His point: ‘religious works’ in that system cannot and do not bring about the killing of sin in the individual. The things they use (rough garments, monastic and ascetic life, taking vows, etc….) do nothing to kill sin. It is the equivalent of running in a wheel in a hamster cage. Lots of energy expended, but no progress will be made. By contrast, they only use the things which God has provided for mortification: prayer, fasting, keeping close watch over the soul, etc…. sparingly. Like a man in a sinking boat filling with water, they take a cup and dump out some of the water, while buckets of water gush into the boat each second.

Always killing sin, but never actually killing it. Sort of like stabbing Wolverine from the X-Men over and over again in his leg (those who know comics or have watched the movies, know that Wolverine has the ability to heal from most wounds very rapidly).

Owen does not stop there. He moves on to talk of the ‘natural Popery’ in men – men’s natural desires to say ‘I’ll change this or change that’…..’God, if you save me from this, I’ll do this….’ . So you get folks who are falsely converted or not converted at all – they pray and fast for a small amount of time, but then eventually return to their regular course of sin overtaking them.

This has been the major reason why teaching sound doctrine and preaching the gospel and sanctification according to what the Bible says is of such paramount importance. Men can be tricked and frenzied into doing all sorts of things and thinking that it is the working of the Spirit of God, when in fact it is simply their own emotion, enthusiasm and (in many cases) the delusions of their own mind ill-informed by a misquote of scripture that they have been following.

God-told-me should never be the first answer from the believer.

This-works-for-me is not how the Christian has been called to live his/her life.

What does scripture say ?

That should be the first question and the first reference for the believer in regard to how to live the Christian life.

Don’t be deceived, my friends. God doesn’t speak ‘new revelation’ to people who haven’t taken the time to dig deeply into His already revealed Word. And what He speaks is usually just a re-iteration of what’s already been said in His Word, revealed to us in scripture. It becomes our duty to devote ourselves to finding out what it teaches and applying that to our lives diligently. Not just with surface reading and skimming, as is the habit of some, but with deep study and application.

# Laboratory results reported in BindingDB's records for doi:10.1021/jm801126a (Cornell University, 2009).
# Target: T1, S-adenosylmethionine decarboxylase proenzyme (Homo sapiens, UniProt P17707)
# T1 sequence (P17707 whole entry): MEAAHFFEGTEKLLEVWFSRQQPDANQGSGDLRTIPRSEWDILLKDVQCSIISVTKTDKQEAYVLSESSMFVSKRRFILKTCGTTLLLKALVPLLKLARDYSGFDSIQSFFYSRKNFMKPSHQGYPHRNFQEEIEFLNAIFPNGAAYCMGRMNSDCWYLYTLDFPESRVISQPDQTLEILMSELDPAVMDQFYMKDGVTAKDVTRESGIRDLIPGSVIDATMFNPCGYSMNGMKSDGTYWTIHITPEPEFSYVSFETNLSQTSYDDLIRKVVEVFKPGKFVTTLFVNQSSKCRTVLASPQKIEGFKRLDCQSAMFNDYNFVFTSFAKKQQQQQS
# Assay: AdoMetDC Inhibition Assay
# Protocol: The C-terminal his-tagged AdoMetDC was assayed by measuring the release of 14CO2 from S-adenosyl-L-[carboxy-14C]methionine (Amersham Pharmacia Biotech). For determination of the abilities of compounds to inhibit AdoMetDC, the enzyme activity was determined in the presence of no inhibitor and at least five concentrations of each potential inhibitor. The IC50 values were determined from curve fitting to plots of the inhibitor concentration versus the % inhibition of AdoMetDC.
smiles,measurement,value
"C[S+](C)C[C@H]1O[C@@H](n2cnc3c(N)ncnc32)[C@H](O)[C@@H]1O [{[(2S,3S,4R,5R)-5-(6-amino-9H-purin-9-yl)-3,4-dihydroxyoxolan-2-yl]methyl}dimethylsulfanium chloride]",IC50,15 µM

Let your song be the song of the Psalmist in Psalm 119:1-12:

Blessed are those whose way is blameless,
who walk in the law of the LORD!
2 Blessed are those who keep his testimonies,
who seek him with their whole heart,
3 who also do no wrong,
but walk in his ways!
4 You have commanded your precepts
to be kept diligently.
5 Oh that my ways may be steadfast
in keeping your statutes!
6 Then I shall not be put to shame,
having my eyes fixed on all your commandments.
7 I will praise you with an upright heart,
when I learn your righteous rules.
8 I will keep your statutes;
do not utterly forsake me!
9 How can a young man keep his way pure?
By guarding it according to your word.
10 With my whole heart I seek you;
let me not wander from your commandments!
11 I have stored up your word in my heart,
that I might not sin against you.
12 Blessed are you, O LORD;
teach me your statutes!

Soli Deo Gloria,
K. Joel Gilliard

Theologically Correct dot Com

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Published inEdification and Growth